hearted old fellow! Such a great, all-embracing 
sympathy about him! Such tenderness, such ex- 
quisite delicacy, such truthfulness, such a shrewd, 
sensible, clear head, such immense and accurate 
knowledge! And his great black eyes as Charles 
Reade says, ' the eye of a hawk, with the eye of a 
dove beneath it. 1 I never saw another such a man 
as Huxley, and everybody warms up just so when 
I express my opinion of him. Sir F. Pollock told 
me the other day, that there was 'enough good- 
ness in Huxley to make all England Christian, if 
it could only be parcelled out, and distributed 
around.' " 

Sketch of Huxley 

The following note shows the cordial relations 
which existed between Fiske and the whole Hux- 
ley family: 


December 26, 1873. 
My dear Fiske: 

I have a great mind to say that you will not be 
welcome at Sunday's " tall tea" in revenge for your 
entertaining any doubt as to the sufficiency of our 
general invitation. 

But it would be too big a lie for a man who has 
not had the advantage of being brought up in a 
pious family. Also I am prepared to play third 
person competent or otherwise as the case may be. 
Have you anything to do on New Year's Day? 
I mean to interfere with your dining with us. If 
not it will give us great pleasure to see you. 

Any time these eighteen years, with hardly a 
break, Spencer and Tyndall have dined with us on 
that day, and we mean to hold high feast this year 
to contrast with the last two occasions when I have 
been wretchedly ill. 

With the best regards and good wishes from all 
of us, 

Believe me, 

Yours very faithfully, 


Fiske accepted Huxley's invitation to a New 
Year's dinner, where he had the pleasure of meet- 
ing Spencer, Tyndall, Michael Foster, and others, 
around Huxley's hospitable board. 

These sketches of Huxley may well close with an 
incident in Fiske's own experience which he re- 


John Fiske 

lated at one of the Sunday "tall teas" to the great 
amusement of the whole Huxley family. On one of 
his trips to New York, Fiske fell in with an Eng- 
lishman who expressed much surprise at the great 
interest Americans seemed to take in the scientific 
thought of Spencer, Darwin, Tyndall, Lyell, etc. 
On Fiske' s mentioning Huxley as one of the leaders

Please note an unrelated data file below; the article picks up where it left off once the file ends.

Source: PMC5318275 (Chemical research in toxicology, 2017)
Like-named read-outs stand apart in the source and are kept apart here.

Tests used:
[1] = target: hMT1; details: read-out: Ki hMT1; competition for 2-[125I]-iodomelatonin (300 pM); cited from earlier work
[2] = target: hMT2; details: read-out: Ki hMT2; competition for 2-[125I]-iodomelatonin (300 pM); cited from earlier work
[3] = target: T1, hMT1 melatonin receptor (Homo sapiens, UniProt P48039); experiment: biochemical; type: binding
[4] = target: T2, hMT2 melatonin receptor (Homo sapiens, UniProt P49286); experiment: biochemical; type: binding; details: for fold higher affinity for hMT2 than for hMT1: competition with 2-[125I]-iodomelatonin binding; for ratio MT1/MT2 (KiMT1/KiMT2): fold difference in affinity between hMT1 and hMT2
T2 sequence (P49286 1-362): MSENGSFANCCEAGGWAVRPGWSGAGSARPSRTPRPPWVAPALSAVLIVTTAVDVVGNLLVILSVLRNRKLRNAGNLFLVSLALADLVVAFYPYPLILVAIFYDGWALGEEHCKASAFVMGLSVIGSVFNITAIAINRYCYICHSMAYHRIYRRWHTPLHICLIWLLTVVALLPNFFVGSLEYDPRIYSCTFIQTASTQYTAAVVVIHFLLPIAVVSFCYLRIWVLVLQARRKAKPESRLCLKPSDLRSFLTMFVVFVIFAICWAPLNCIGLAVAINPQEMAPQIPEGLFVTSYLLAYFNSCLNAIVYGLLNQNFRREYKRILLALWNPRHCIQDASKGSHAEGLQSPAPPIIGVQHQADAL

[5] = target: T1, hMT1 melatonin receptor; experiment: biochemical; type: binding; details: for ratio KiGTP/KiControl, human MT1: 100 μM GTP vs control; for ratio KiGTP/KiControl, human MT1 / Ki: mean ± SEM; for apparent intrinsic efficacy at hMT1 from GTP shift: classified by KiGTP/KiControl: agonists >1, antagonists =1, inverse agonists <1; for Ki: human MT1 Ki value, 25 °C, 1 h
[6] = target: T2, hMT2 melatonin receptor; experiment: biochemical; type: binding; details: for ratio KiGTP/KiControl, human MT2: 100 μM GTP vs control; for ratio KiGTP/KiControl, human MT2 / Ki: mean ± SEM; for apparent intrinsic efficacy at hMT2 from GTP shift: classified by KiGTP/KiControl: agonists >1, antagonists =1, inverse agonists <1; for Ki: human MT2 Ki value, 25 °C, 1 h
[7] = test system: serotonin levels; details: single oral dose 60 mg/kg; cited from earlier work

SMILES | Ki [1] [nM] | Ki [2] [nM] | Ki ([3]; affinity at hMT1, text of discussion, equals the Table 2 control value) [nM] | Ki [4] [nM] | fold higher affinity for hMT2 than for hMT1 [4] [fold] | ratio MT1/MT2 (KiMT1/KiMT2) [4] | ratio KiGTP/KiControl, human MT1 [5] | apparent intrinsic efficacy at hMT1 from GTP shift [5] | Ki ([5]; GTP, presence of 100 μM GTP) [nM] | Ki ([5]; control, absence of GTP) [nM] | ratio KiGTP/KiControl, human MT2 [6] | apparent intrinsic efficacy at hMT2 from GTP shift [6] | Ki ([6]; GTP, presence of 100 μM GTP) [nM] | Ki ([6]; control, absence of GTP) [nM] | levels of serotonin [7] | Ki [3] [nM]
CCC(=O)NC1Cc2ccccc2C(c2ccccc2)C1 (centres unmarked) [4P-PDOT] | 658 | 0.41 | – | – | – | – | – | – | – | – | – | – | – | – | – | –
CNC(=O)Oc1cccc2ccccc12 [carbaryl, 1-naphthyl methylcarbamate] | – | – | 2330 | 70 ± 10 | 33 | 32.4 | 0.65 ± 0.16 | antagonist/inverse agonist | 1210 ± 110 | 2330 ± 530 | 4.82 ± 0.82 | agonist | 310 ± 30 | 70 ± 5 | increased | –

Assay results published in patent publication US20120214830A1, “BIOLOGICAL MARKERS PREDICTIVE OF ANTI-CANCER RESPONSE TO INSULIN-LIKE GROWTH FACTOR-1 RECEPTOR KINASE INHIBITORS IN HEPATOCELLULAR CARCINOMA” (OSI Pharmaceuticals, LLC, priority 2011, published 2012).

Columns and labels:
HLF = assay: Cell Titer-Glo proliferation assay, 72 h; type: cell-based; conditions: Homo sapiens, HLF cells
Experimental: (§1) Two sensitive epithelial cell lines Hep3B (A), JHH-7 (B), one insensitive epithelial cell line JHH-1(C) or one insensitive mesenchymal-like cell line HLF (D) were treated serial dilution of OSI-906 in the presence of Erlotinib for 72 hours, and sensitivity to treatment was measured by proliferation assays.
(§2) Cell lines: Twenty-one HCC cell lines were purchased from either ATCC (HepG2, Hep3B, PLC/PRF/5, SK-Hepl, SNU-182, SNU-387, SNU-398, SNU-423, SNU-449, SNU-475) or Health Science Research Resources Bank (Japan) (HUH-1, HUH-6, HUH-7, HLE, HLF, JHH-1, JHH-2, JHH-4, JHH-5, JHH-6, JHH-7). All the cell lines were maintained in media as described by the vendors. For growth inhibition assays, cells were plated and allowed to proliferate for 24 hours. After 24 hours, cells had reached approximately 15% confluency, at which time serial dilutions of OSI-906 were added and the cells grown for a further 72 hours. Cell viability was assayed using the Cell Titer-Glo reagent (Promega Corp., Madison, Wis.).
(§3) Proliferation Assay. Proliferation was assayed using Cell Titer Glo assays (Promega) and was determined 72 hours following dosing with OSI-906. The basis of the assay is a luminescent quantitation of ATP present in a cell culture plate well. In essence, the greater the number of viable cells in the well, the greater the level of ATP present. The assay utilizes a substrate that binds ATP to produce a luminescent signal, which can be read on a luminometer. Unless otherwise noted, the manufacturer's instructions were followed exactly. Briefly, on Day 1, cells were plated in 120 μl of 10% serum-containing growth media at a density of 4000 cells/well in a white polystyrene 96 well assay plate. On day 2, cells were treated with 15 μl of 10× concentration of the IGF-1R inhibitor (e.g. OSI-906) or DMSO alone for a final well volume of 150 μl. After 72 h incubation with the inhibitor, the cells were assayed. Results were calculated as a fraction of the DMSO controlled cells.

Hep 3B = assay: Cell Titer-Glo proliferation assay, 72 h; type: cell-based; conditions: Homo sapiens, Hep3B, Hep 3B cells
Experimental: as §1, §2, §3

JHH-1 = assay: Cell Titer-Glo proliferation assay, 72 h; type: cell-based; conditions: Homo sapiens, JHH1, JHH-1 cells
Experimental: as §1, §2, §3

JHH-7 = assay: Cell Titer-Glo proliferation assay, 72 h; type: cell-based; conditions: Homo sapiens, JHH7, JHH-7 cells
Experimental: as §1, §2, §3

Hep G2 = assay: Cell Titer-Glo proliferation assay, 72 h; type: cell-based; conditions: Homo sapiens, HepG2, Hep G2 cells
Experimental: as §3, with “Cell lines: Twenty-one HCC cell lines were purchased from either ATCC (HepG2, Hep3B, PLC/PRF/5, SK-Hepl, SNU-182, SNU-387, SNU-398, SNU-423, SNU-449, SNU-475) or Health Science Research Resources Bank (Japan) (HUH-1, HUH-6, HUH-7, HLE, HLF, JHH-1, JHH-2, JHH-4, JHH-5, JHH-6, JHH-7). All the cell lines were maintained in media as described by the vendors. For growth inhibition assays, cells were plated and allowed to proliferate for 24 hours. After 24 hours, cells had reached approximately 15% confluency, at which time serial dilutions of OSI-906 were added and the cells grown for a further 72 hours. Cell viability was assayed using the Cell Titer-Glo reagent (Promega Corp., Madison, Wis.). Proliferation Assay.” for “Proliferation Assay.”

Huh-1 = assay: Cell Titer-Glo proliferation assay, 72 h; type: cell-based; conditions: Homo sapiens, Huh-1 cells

in the new movement, the Englishman broke out: 
11 What, 'Uxley! 'orrid old hinfidel! Why, we don't 
think hany 'think of 'im in Hingland. We think 'e's 
'orrid. You don't say you hadmire 'Uxley? 'E's 
perfectly 'orrid!" 

Sir Charles Lyell 

Among the eminent men of science no one was 
at this time held in higher honor in England than 
Sir Charles Lyell, the venerable geologist, whose 
life was now drawing to a close after fifty years 
devoted to the advancement of geologic science. 
Fiske was perfectly familiar with Lyell's geological 
writings. They had been stepping-stones to his 
own comprehension of the cosmic universe. He 
was no less acquainted with the facts connected 
with Lyell's valiant stand in support of Darwin, 
on the publication of the latter's "Origin of Spe- 
cies"; as well as with his recantation of previous 
views in regard to the antiquity of man, occasioned 
by his acceptance of Darwin's theory of natural 
selection as a vera causa of the multifarious forms 
of the organic life of the globe. 



Sketch of Sir Charles Lyell 

In Fiske's mind Lyell appeared as one of the 
advanced guard of scientists, who, in the face of 
theologic ignorance and prejudice, had added im- 
mensely to the boundaries of human knowledge, 
while increasing in men's minds a reverence for 
the profound mystery that lies beyond. Accord- 
ingly, on the 22d of December, 1873, he paid his 
respects to Sir Charles by calling, being presented 
by his friend Conway. 

Of this memorable interview he writes to Mrs. 
Fiske the same day as follows: 

"This afternoon Conway and I called on Sir 
Charles Lyell. Think what an event in one's life, 
my dear! Here is this old man whose great work 
was really done forty- four years ago, when grandma 
Stoughton was a little girl like Maudie, when Comte 
was a young fellow like Hezzy, and Darwin a boy 
in college, and Spencer a boy nine years old. Away 
back in those days he laid the foundations of a 
work so great and strong, that his name will here- 
after hold the same place in geology forever, that 
Newton's holds in astronomy. Scouted at in the 
beginning, he has lived to witness his own immor- 
tality to see all men adopting as self-evident 
the truths which he was the first to discover. A 
rare good fortune for a man! To see him was like 
looking at an age gone by. He is probably from 80 
to 85 years old. 1 He cannot see much of anything, 
and walks with difficulty. He was glad to lean on 
my arm in getting to his easy-chair before the fire. 
We sat an hour before the bright fire in his lovely 

1 He was eighty-six. 

John Fiske 

obally, 1 aad talked about "many things. His mind 
is as clear and clean-cut as ever no nonsense 
about him. And such exquisite politeness! Such 
a well-bred, courteous, sweet old man! How ten- 
derly he spoke of Agassiz (who had just died) and 
with how much appreciation of his son Alexander 
Agassiz, whom he hoped to see elected to his 
father's place. He had dim and amusing recollec- 
tions of old Dr. Barratt, of Middletown, 2 but was 
not very sure on the subject. He was as keenly 
curious of all new things as a young man, but